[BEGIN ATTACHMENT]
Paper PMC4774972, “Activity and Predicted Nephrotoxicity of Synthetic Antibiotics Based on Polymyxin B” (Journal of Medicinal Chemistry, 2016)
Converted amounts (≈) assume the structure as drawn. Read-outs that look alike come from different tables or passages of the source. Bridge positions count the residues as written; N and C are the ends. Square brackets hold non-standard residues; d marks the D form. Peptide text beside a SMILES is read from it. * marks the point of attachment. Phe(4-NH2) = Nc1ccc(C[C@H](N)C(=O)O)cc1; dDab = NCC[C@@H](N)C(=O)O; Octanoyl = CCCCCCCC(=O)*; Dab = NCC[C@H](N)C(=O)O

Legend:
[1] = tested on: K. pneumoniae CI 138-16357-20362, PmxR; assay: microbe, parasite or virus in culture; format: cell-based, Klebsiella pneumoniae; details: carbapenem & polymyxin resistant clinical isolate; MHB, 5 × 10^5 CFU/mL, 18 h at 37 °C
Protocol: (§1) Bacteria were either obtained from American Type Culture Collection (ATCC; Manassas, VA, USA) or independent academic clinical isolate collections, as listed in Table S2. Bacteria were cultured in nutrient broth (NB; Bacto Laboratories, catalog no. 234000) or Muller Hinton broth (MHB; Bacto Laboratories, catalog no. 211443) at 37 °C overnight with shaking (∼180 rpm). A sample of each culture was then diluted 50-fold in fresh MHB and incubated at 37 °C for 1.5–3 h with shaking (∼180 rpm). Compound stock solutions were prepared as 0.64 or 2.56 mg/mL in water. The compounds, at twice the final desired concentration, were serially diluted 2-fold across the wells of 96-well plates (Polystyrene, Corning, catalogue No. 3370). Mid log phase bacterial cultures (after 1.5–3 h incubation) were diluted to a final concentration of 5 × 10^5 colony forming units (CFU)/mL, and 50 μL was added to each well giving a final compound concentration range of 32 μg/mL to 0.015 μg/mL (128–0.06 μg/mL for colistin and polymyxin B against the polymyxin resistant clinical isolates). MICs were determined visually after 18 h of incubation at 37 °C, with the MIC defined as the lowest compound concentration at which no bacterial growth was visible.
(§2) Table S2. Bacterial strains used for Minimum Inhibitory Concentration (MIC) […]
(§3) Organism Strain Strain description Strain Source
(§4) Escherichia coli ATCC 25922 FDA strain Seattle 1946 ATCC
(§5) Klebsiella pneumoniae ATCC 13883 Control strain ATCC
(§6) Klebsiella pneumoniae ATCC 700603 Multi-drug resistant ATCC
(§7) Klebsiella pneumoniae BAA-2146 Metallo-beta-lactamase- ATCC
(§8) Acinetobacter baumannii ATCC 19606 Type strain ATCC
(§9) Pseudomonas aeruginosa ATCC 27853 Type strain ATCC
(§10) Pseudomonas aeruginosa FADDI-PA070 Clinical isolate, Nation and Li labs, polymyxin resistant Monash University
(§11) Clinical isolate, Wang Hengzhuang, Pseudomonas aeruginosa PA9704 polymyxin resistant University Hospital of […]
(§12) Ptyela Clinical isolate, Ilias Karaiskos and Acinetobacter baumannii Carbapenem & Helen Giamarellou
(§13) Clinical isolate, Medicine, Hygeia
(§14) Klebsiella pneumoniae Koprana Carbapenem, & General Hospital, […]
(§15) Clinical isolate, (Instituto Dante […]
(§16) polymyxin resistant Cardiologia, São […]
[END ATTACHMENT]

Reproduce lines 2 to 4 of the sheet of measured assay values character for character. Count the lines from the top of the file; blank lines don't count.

Converted amounts (≈) assume the structure as drawn. Read-outs that look alike come from different tables or passages of the source. Bridge positions count the residues as written; N and C are the ends. Square brackets hold non-standard residues; d marks the D form. Peptide text beside a SMILES is read from it. * marks the point of attachment. Phe(4-NH2) = Nc1ccc(C[C@H](N)C(=O)O)cc1; dDab = NCC[C@@H](N)C(=O)O; Octanoyl = CCCCCCCC(=O)*; Dab = NCC[C@H](N)C(=O)O

Legend:
[1] = tested on: K. pneumoniae CI 138-16357-20362, PmxR; assay: microbe, parasite or virus in culture; format: cell-based, Klebsiella pneumoniae; details: carbapenem & polymyxin resistant clinical isolate; MHB, 5 × 10^5 CFU/mL, 18 h at 37 °C